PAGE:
Kirstie Alley, Emmy-winner for Cheers, dies aged 71
Kirstie Alley, the actress whose breakthrough role as career-minded Rebecca Howe on the sitcom Cheers catapulted her career and earned her an Emmy Award and a Golden Globe, died Monday. She was 71.
Her family said the cause was cancer Twitter.
Ms. Alley quickly garnered millions of viewers playing Rebecca on Cheers, the timeless NBC show that ran for 11 seasons in the 1980s and 1990s. She had replaced Shelley Long in the ensemble cast in 1987, at the height of the series’ popularity, and remained until the final season.
Critics noted how Ms. Alley had brought a refreshing new dynamic to the character, with scripts that gave her a funnier arc that helped create a “tighter joke machine,” as one writer noted. At times, Rebecca, who ran the bar on the show, seemed like an unhappy and gold-digging mess. At other times, Ms. Alley portrayed Rebecca with a false swagger and an attitude of indifference to the romantic advances of others.
Her character gradually evolved from a business-friendly manager to a full-fledged, friendly member of the gang who was cheeky but constantly disappointed.
in a (n interview With 2019’s “Entertainment Tonight,” Ms. Alley looked back on her “Cheers” years as a somewhat chaotic time when all manner of misconduct on a set with co-stars like Ted Danson and Woody Harrelson was the norm.
“We never paid attention, we were always in trouble,” she said. “We never showed up on time”
In addition to her 1991 Emmy for Outstanding Lead Actress in a Comedy Series for Cheers, Ms. Alley also won the 1994 Emmy for Lead Actress in a Miniseries for the title role in David’s Mother, a drama about a mother raising her autistic son alone.
Ms. Alley, who acted regularly for about four decades, also starred in the NBC sitcom Veronica’s Closet, which ran from 1997-2000. Her character was the successful head of a lingerie company.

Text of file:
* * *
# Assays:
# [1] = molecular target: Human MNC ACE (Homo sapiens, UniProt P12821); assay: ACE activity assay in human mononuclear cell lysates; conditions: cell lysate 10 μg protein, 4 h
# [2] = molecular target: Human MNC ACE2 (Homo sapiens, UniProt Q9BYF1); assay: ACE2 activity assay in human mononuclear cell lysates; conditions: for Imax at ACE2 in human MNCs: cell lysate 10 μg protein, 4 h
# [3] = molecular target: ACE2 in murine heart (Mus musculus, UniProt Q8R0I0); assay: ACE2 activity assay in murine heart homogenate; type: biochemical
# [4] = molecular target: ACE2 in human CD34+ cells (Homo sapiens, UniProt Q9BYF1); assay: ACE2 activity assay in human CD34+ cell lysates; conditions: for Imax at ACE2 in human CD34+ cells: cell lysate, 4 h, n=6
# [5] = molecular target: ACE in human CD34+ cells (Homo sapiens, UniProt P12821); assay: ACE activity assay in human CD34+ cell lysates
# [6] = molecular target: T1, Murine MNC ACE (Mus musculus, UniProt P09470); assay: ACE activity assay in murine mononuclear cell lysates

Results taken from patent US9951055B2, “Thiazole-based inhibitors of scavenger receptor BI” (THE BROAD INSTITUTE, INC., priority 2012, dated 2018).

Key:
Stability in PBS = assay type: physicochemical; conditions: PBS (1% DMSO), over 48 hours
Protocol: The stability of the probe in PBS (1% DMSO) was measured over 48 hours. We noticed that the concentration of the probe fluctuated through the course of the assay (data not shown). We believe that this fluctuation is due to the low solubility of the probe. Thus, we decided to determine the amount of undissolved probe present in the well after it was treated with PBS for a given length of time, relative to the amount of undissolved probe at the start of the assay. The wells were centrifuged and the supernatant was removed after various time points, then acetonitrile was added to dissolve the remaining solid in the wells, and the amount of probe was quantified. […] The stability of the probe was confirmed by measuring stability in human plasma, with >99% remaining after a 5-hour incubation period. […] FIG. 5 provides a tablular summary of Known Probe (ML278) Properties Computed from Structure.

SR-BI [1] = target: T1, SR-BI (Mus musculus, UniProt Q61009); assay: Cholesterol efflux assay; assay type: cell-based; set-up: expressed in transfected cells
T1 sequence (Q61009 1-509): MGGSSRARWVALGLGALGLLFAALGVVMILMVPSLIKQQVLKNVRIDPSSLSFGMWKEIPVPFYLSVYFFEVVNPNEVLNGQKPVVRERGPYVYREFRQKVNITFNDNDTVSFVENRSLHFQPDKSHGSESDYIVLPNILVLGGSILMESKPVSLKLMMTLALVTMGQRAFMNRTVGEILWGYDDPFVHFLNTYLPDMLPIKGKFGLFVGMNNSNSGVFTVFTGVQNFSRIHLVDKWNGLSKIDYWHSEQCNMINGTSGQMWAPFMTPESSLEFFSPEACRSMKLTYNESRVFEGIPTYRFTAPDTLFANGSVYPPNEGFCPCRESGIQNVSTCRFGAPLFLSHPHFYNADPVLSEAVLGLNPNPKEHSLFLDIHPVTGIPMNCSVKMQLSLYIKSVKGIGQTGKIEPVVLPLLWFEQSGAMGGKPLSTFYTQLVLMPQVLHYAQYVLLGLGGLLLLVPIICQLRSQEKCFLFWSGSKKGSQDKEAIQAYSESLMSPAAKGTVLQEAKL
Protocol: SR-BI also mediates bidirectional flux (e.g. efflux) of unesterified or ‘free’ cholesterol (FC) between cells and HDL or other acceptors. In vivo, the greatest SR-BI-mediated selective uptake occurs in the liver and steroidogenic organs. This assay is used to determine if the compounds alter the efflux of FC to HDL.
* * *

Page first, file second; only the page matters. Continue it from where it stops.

Marta Kauffman, creator and executive producer of “Veronica’s Closet,” said of Ms. Alley in 1997, “She’s crazy most of the time, and I mean that in the best sense of the word.”
Ms. Alley was born on January 12, 1951 in Wichita, Kan., where she was raised in a Roman Catholic family. She was particularly close to her grandfather, who owned a timber company.
She attended Kansas State University but dropped out to become an interior designer. It was around this time that she developed a cocaine addiction.
She eventually moved to Los Angeles and enrolled in Narconon, a rehabilitation program affiliated with the Church of Scientology.
When asked by Barbara Walters in 1992 about why she had joined a religion with a troubled past, Ms. Alley said she “didn’t see anything negative.”
“It answered a lot of questions for me,” Ms. Alley said of the Church in 1997. “I was a pretty capable person. I wasn’t looking for anything like that. But I wanted to get rid of the barriers that kept me from becoming an actress. It’s just a part of my life.”
While living in Los Angeles, Ms. Alley became interested in acting. In 1982, she made her film debut in Star Trek II: The Wrath of Khan, playing a pointy-eared half-Vulcan, half-Romulan lieutenant.
In 1989, she starred opposite John Travolta in the film Look Who’s Talking, a comedy about Bruce Willis telling the mind of a baby. Vincent Canby, reviewing the film in The Times, wrote that “cute” is the “key word” for a film that has “some good actors playing material that isn’t great”.
In 2005, Ms. Alley turned her attention to a mock reality show about her weight. She said at the time that the show “Fat Actress” drew on her experience as a woman in Hollywood who didn’t fit the industry’s stereotypical slim beauty standards. Another show, Kirstie Alley’s Big Life, also focused on Ms. Alley’s weight-loss journey.
Ms. Alley was married to Bob Alley and the two eventually divorced. A subsequent marriage to Parker Stevenson also ended in divorce.
She is survived by her two children, True and Lillie Parker. A full list of survivors was not immediately available.
Ms. Alley told The New York Times in 1997 that throughout her career she looked to television series to help her work out her schedule and be closer to her family.
“It’s the best lifestyle,” Ms. Alley said.
https://www.nytimes.com/2022/12/05/arts/television/kirstie-alley-dead.html Kirstie Alley, Emmy-winner for Cheers, dies aged 71